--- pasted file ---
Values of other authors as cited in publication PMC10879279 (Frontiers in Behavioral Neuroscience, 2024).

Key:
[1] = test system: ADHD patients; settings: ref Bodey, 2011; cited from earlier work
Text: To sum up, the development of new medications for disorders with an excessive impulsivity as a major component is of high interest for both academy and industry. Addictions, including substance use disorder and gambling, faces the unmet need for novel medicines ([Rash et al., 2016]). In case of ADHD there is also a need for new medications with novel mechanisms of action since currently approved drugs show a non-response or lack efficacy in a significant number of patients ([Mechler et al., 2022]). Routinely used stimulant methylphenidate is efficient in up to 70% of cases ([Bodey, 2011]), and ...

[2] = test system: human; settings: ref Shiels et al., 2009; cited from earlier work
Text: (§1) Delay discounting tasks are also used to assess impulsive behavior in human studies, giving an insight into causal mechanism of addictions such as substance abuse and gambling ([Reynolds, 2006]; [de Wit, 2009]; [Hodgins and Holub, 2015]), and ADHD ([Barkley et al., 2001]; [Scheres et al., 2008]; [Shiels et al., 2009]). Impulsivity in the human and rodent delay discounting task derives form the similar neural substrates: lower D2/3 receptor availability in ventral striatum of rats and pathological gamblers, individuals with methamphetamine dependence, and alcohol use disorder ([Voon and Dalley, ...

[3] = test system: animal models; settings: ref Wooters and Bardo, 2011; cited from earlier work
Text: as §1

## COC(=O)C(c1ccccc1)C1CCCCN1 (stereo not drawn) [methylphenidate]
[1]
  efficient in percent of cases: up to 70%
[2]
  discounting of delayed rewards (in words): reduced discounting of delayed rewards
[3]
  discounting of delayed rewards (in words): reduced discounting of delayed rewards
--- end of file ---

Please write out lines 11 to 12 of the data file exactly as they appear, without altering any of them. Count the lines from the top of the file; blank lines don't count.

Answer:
  efficient in percent of cases: up to 70%
[2]